Saturday, 11 July 2015

Tobermory Sidetracked

Click here to see Tobermory Pictures

It was an 11 hr. motor from Baie Fine to Tobermory.  Wind  was 10 knots on the nose for most of the day therefore we motored.  We stopped in a cove on a uninhabited island for lunch.

While there, a pair of sand cranes took flight and flew right past us - what an awesome sight!  The water here on Georgian Bay is unbelievably clear. You can still see bottom at 40 feet. The changing water color relative to the depth reminds us of the Carribean - too bad the temperature wasn't similar!  It's been rather cool on the water!!

We arrived in Tobermory at 6:30 p.m., ready to be in out of the wind and ready for a cocktail. Then we were off to the "Crowsnest"  for dinner.  As you can see in the pictures, the seagulls are very accustomed to people and always looking for a handout!
We woke up on our layover day in Tobermory to the strains of nearby bagpipes. Tobermory used to be a fishing village but now is a quaint tourist town.  One of the major attractions here is scuba diving the many shipwrecks that litter the depths. Doug went diving in the morning to the wrecks of the schooner "Caroline Rose" at 50 ft. and the tanker "Niagara II" which lies from 90 - 120 ft.  He said it was quite interesting but really cold despite the wet suit. ( See below for a You Tube link).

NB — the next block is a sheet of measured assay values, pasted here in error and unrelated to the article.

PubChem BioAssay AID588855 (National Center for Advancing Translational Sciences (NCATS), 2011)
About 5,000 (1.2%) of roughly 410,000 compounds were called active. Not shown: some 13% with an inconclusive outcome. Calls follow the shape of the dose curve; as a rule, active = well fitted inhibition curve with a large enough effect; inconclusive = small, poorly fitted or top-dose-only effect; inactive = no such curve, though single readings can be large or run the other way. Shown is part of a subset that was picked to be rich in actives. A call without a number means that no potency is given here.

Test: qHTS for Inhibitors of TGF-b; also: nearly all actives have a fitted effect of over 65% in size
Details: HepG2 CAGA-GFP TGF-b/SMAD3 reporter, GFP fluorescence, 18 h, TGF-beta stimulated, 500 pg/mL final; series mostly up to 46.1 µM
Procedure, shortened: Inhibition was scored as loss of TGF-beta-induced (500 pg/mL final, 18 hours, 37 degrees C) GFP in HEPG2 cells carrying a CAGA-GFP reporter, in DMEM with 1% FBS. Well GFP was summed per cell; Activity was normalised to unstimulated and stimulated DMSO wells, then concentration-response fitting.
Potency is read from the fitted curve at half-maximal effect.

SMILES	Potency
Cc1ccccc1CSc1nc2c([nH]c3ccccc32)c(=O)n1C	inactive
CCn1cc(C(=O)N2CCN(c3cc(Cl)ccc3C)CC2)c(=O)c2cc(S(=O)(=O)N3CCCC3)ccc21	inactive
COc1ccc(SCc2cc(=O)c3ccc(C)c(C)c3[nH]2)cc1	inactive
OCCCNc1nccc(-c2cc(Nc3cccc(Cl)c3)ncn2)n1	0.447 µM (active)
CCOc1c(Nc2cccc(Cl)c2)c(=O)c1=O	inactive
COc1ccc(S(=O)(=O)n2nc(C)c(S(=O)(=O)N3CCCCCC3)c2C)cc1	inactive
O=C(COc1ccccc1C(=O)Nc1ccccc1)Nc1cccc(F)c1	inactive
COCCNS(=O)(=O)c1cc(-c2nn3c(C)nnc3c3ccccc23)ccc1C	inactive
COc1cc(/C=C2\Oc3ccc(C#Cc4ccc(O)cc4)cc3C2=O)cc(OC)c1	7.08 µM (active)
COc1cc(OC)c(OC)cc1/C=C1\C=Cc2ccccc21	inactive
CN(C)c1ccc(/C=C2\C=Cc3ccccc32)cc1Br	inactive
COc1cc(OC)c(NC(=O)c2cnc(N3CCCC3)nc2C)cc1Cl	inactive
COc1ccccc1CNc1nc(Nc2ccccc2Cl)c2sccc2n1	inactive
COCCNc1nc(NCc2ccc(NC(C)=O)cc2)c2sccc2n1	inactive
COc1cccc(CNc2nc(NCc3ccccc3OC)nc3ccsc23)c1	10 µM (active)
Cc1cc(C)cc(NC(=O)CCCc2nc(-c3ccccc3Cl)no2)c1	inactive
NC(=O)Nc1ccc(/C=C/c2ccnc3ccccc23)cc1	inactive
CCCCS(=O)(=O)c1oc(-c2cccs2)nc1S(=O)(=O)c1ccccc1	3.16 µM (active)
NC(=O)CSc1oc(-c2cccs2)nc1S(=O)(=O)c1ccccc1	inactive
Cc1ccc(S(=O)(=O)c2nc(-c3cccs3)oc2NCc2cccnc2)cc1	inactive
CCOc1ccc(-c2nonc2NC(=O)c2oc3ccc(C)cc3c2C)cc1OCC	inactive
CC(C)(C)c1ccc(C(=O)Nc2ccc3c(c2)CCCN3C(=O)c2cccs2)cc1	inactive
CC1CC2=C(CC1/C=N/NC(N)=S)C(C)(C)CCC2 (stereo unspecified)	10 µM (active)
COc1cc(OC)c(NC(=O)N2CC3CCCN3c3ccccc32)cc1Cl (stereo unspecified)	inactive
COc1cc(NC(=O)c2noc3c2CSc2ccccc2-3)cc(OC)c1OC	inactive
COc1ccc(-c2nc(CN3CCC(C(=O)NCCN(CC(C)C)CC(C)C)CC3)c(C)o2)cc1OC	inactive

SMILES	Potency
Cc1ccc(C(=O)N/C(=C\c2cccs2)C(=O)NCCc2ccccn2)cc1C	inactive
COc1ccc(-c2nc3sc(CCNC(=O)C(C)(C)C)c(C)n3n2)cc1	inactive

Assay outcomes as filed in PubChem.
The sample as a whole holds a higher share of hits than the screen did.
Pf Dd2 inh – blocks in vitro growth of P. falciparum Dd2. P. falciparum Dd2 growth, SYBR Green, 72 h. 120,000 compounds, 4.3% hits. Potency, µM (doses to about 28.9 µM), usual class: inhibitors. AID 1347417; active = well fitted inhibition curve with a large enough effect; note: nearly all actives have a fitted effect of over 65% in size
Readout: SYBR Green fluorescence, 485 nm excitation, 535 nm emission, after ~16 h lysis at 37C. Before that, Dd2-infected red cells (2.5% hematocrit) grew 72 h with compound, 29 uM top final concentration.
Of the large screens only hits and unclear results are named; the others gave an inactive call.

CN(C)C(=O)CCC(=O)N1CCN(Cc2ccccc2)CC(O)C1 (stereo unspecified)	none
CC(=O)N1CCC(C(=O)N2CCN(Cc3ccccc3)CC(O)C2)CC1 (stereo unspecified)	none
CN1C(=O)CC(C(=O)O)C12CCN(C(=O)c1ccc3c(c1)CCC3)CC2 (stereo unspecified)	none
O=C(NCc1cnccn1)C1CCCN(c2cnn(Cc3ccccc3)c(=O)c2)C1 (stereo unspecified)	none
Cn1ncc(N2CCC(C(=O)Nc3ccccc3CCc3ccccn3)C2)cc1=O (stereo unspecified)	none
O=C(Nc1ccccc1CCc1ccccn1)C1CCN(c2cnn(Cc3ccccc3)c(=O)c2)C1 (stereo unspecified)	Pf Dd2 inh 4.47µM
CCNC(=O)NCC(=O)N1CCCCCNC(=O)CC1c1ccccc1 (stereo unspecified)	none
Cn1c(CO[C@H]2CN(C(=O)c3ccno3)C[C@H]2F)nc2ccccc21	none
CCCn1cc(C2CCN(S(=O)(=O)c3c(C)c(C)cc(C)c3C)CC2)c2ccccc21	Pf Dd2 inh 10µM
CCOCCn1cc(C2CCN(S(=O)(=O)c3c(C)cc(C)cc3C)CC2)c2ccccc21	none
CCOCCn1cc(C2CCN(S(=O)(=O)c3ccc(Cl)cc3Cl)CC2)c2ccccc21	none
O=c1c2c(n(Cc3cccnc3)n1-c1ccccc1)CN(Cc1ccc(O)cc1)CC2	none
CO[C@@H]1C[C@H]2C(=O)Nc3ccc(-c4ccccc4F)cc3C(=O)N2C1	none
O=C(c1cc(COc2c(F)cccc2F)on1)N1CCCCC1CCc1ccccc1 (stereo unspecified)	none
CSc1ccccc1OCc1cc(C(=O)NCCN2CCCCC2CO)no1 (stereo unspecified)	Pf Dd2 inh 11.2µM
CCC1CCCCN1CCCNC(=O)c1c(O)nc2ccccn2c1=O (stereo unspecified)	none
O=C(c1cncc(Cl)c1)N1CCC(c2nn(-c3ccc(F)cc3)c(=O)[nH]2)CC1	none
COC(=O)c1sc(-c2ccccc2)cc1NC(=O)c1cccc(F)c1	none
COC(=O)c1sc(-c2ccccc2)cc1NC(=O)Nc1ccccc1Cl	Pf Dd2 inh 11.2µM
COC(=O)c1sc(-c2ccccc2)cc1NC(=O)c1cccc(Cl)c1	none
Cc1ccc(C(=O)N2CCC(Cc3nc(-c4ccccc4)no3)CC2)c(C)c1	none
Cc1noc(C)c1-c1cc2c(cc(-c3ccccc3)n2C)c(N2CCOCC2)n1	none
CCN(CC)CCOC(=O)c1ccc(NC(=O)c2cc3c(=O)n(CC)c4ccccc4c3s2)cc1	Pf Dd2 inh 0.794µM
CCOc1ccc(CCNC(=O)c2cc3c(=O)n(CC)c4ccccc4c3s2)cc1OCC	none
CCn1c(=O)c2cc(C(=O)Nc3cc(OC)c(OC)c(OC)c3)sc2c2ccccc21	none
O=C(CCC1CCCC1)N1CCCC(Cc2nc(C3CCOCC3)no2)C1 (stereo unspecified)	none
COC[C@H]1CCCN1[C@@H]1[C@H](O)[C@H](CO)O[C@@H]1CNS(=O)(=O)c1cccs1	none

In the meantime, John & Kini Meyer (Andrew's parents), drove 2.5 hrs from their home in Holyrood to spend the day with us.  We had a great day wandering the streets, poking into assorted shops & galleries and dining on the local fish & chips.  We also hiked the "Burnt Loop Trail" out to the tip of the  Bruce Peninsula. Hopefully some of our pictures will communicate the natural beauty we have seen these past few days. The day ended back at the "Crowsnest" with great live entertainment and cold beer. In case anyone questions, the live entertainment was not Doug and Andy!!! Just saying.....
Today began with a few boat chores and provisioning. Once that was done, we left Tobermory for Flower Pot Island. We are now cruising in the Fathom Five National Marine Park which requires a boat and individual passes to transit.  Flower Pot Island is made of dolomite, a type of limestone, which has resulted in intriguing cave and rock formations due to water erosion. We did another great hike - rock, trees and water - they never appear the same twice and you never get tired of them!
We are now sailing on a lovely beam reach with 12 knots of wind under warm, sunny skies headed for our next anchorage of Cabot Head.
To those who know of our alternator problems, it remains intermittent but the bypass method works perfectly!

No comments:

Post a Comment